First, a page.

My fellow ACT Theatre board member, Sharyn Skeeter, has written a charming and moving novel inspired by her grandmother’s Langston family and their oral history of Langston Hughes, the American writer who was an important figure in the Harlem Renaissance and who made the African-American experience the subject of his writings, which ranged from poetry and plays to novels and newspaper columns. In “Dancing with Langston,” Carrie, a business manager who always wanted to be a dancer, has two commitments today. She made a promise to her late father to move Cousin Ella, a former Paris café dancer, from her condemned Harlem apartment to a safe place. She has also committed to catching a flight to Seattle with her husband for his new job. But Cousin Ella resists leaving the apartment where she’s had salons with Langston Hughes. She also has a mysterious gift that she wants Carrie to earn. If she does, a revelation about Carrie’s father and his cousin Langston Hughes will change her life. While being drawn into the lives of Ella and her compatriots we feel the both the warmth and conflict of family bonds, the vibrancy of black culture and history, and the emotional weight of a dream deferred, while becoming deeply fond of these colorful characters.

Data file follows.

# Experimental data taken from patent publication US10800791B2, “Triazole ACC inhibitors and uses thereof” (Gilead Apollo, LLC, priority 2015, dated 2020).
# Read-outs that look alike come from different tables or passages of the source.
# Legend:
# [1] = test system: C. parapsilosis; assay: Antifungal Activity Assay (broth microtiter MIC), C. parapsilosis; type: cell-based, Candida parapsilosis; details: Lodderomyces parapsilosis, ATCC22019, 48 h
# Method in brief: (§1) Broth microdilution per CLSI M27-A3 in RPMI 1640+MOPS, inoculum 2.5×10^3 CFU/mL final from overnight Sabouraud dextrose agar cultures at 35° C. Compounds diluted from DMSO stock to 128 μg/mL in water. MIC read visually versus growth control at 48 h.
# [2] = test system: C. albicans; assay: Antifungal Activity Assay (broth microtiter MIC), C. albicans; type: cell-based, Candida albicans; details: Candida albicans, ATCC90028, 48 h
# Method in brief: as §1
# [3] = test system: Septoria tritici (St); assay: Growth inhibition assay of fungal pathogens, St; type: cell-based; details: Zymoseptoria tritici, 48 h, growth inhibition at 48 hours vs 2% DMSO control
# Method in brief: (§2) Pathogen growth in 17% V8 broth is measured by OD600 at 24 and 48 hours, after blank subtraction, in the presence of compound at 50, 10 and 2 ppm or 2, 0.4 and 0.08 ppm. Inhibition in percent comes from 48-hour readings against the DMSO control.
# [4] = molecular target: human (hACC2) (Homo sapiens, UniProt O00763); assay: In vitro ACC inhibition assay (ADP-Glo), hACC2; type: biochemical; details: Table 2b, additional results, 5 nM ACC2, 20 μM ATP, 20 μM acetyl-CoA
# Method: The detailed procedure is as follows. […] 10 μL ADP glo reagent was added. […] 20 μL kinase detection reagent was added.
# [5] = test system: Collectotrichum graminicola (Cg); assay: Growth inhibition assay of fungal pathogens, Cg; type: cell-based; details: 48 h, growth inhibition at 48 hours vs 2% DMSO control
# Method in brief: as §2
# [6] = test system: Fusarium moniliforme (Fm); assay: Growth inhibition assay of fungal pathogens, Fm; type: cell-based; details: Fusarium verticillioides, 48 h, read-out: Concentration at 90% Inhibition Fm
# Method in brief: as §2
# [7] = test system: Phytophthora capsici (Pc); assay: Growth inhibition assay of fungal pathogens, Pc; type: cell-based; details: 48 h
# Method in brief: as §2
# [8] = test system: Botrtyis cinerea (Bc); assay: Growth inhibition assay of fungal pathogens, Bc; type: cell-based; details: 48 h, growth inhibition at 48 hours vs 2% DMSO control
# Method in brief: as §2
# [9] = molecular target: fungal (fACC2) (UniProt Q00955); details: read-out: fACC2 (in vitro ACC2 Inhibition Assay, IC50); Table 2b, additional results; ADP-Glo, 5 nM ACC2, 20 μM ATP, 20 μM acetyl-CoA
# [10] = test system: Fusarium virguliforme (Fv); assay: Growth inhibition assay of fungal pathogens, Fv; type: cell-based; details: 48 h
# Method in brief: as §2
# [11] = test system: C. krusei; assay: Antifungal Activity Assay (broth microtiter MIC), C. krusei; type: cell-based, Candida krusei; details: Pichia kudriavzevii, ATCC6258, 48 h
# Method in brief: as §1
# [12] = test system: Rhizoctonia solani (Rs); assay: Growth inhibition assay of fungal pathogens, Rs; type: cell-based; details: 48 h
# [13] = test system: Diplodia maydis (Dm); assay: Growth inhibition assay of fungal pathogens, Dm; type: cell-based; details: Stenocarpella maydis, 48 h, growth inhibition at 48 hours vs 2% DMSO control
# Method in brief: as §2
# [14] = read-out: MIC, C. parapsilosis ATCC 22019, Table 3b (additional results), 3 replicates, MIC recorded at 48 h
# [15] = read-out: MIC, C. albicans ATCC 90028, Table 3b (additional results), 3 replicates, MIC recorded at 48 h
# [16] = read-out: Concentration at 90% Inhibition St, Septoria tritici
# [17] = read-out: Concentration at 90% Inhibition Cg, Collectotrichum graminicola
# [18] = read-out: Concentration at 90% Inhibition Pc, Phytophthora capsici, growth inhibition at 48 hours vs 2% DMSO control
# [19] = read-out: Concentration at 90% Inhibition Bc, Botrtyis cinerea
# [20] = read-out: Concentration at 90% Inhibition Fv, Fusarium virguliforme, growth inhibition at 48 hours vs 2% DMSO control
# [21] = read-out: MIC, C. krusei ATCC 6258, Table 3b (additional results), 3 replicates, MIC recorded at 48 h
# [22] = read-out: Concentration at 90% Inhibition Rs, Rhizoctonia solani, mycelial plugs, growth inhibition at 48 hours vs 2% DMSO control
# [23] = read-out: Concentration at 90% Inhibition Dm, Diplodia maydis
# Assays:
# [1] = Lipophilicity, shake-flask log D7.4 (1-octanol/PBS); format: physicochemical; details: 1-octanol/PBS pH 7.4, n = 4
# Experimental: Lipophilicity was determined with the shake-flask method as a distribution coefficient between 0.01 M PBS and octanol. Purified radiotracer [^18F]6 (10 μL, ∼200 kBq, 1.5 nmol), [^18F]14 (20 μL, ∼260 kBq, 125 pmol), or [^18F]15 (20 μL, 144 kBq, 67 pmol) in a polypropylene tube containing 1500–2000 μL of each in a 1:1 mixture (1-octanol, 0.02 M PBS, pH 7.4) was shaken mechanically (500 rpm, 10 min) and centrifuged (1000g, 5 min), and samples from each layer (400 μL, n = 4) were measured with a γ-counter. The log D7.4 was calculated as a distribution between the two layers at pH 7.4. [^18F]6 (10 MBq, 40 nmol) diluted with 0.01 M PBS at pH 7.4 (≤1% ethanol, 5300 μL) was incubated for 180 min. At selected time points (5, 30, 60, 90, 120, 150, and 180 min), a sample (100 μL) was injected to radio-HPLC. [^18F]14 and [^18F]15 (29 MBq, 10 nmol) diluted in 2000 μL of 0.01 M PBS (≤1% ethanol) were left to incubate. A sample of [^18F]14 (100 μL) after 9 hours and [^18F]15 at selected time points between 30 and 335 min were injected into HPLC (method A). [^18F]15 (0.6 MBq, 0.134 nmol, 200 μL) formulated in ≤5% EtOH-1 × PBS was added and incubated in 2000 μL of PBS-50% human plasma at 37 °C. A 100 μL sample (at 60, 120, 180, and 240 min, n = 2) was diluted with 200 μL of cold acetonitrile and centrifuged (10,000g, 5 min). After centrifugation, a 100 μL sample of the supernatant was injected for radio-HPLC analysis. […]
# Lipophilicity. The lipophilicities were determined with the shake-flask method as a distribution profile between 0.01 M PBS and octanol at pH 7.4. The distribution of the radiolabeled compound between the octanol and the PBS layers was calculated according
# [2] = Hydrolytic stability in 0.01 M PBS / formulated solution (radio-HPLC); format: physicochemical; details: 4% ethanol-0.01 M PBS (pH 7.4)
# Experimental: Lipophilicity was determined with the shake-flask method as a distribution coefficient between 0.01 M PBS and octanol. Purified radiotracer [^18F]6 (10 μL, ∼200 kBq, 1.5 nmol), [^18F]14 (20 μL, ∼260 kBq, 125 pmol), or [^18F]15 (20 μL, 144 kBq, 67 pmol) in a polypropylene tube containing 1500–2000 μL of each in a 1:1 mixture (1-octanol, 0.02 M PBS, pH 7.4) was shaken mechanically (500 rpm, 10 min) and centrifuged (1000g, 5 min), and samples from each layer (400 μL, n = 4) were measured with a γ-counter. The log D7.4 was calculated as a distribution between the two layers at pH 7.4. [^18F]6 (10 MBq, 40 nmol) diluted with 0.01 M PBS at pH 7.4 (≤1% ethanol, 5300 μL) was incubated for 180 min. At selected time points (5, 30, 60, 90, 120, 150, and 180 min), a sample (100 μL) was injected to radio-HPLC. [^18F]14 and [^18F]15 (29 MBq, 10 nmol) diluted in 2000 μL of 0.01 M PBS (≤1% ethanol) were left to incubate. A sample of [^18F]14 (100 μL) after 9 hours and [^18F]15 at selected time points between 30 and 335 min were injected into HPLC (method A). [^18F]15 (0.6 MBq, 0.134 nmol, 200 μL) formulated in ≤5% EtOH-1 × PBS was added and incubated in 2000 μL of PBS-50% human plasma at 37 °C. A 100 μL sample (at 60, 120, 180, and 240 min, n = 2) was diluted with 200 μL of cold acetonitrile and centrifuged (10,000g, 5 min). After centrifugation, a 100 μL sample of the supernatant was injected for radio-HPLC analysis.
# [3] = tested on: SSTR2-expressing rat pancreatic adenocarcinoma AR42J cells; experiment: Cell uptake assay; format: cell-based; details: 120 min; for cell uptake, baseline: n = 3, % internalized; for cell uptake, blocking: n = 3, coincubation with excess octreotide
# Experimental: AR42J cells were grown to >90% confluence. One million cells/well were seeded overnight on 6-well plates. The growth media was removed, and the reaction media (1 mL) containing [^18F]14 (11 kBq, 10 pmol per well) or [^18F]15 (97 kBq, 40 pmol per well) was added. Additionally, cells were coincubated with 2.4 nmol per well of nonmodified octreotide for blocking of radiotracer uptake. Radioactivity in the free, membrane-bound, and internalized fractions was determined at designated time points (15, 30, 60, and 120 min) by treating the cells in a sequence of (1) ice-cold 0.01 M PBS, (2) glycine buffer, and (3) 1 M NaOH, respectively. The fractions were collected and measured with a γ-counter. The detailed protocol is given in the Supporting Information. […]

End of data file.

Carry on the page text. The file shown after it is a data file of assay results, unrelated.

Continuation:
I wish “Dark Money: The Hidden History of the Billionaires Behind the Rise of the Radical Right,” by Jane Mayer, could have been shorter, because I found it increasingly depressing to absorb the wealth of information Mayer was able to come up with in this meticulously reported history about how a network of exceedingly wealthy people with extreme libertarian views bankrolled a systematic, step-by-step plan to fundamentally alter the American political system. The core beliefs of this network – that taxes are a form of tyranny, that government oversight of business is an assault on freedom – are sincerely held, but they also advance their personal and corporate interests, and many of their companies have run afoul of federal pollution, worker safety, securities, and tax laws. The chief figures in the network will be familiar to you – Charles and David Koch, whose father made his fortune in part by building oil refineries in Stalin’s Russia and Hitler’s Germany and later was a founding member of the John Birch Society. The brothers were schooled to believe the only role of government is to provide security and to enforce property rights, period. When their ideas proved unpopular with voters, the Kochs and their allies chose to pool their vast resources to fund an interlocking array of organizations that work in tandem to influence and ultimately control academic institutions, think tanks, the courts, statehouses, Congress, and, they hoped, the presidency. They had the brilliant insight that most of their political activities – given innocuous names like “Americans for Prosperity,” with their funding sources hidden – could be written off as tax-deductible “philanthropy.” Ultimately this process led to the founding of the allegedly populist Tea Party movement, abetted by the Citizens United decision, a case conceived of by the legal advocates the network funded. Libertarian views on taxes and regulation, once far outside the mainstream, are ascendant in the majority of state governments, the Supreme Court, and Congress, while meaningful environmental, labor, finance, and tax reforms have been stymied. Mayer has done a masterful job of compiling input from five years of conducting interviews and scouring public records, private papers, and court proceedings to shed light on the often ruthless operatives the network employs, who so far have been remarkably successful in creating a new American oligarchy. One former Koch executive used a quotation from Salvador Dali on his personal blog that could have served as the enterprise’s motto: “The secret of my influence is that is has always remained secret.” We have to hope that, thanks to Jane Mayer, that won’t continue to be the case.